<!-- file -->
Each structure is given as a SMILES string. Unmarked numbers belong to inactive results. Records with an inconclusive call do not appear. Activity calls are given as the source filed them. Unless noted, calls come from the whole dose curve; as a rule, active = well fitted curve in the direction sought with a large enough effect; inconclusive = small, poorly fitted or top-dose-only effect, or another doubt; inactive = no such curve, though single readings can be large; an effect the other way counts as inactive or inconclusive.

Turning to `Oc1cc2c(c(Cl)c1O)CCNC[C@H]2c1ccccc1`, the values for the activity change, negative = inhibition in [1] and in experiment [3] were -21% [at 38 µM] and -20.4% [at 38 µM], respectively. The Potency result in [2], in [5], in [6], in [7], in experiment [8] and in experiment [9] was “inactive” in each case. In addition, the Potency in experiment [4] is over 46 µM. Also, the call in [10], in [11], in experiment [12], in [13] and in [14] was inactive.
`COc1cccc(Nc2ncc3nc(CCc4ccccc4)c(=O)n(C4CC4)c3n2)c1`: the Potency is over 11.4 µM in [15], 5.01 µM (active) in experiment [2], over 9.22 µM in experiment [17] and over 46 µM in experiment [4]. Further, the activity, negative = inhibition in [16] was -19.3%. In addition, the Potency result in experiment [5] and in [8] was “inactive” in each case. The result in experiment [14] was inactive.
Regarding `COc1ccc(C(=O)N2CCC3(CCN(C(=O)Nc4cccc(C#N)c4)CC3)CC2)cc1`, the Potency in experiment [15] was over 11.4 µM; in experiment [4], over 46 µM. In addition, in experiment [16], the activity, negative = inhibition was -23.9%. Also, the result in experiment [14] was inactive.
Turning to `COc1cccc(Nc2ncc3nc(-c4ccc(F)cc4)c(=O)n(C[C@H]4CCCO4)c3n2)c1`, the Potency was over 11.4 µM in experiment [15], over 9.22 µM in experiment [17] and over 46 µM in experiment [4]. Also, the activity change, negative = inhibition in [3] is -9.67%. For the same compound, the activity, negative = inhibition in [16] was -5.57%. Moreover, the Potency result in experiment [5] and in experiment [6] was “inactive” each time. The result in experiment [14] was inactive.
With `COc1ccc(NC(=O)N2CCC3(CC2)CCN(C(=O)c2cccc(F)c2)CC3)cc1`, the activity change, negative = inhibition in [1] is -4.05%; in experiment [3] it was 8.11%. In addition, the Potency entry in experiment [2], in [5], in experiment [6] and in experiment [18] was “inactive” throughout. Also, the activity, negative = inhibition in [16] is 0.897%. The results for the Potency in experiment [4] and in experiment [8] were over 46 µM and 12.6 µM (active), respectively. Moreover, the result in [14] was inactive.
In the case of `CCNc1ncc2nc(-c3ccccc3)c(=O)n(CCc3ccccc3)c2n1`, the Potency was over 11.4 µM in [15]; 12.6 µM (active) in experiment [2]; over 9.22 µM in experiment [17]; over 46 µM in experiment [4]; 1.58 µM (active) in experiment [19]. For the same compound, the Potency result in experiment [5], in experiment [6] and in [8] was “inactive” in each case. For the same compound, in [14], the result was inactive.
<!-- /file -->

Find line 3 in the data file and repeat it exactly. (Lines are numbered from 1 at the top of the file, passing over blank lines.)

`COc1cccc(Nc2ncc3nc(CCc4ccccc4)c(=O)n(C4CC4)c3n2)c1`: the Potency is over 11.4 µM in [15], 5.01 µM (active) in experiment [2], over 9.22 µM in experiment [17] and over 46 µM in experiment [4]. Further, the activity, negative = inhibition in [16] was -19.3%. In addition, the Potency result in experiment [5] and in [8] was “inactive” in each case. The result in experiment [14] was inactive.